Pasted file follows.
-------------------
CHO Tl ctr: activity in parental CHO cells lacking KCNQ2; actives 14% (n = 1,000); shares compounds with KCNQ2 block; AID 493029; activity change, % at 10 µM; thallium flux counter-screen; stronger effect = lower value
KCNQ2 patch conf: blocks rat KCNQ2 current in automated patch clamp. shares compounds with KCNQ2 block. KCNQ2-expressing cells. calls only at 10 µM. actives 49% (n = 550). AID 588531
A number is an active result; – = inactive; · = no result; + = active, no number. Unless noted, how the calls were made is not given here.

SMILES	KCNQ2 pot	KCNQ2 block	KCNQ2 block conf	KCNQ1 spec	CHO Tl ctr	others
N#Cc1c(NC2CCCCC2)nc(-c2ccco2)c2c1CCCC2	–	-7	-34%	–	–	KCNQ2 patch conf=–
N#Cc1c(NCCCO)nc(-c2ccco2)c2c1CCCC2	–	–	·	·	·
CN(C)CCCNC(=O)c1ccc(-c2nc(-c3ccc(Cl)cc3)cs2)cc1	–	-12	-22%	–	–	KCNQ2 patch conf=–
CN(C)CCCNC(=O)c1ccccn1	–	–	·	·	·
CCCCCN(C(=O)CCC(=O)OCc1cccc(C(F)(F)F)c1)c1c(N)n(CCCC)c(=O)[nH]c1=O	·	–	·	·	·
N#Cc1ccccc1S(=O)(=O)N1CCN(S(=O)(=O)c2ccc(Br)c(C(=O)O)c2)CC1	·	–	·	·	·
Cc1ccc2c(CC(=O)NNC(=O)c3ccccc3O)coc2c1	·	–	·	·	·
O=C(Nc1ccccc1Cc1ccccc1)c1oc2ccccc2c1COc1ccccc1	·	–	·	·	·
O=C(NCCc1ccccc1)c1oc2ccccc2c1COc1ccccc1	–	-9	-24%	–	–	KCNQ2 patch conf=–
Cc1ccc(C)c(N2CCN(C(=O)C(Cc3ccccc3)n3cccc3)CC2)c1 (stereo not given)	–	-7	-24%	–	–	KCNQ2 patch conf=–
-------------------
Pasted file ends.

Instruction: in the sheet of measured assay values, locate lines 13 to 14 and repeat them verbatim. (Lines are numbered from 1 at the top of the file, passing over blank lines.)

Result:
O=C(NCCc1ccccc1)c1oc2ccccc2c1COc1ccccc1	–	-9	-24%	–	–	KCNQ2 patch conf=–
Cc1ccc(C)c(N2CCN(C(=O)C(Cc3ccccc3)n3cccc3)CC2)c1 (stereo not given)	–	-7	-24%	–	–	KCNQ2 patch conf=–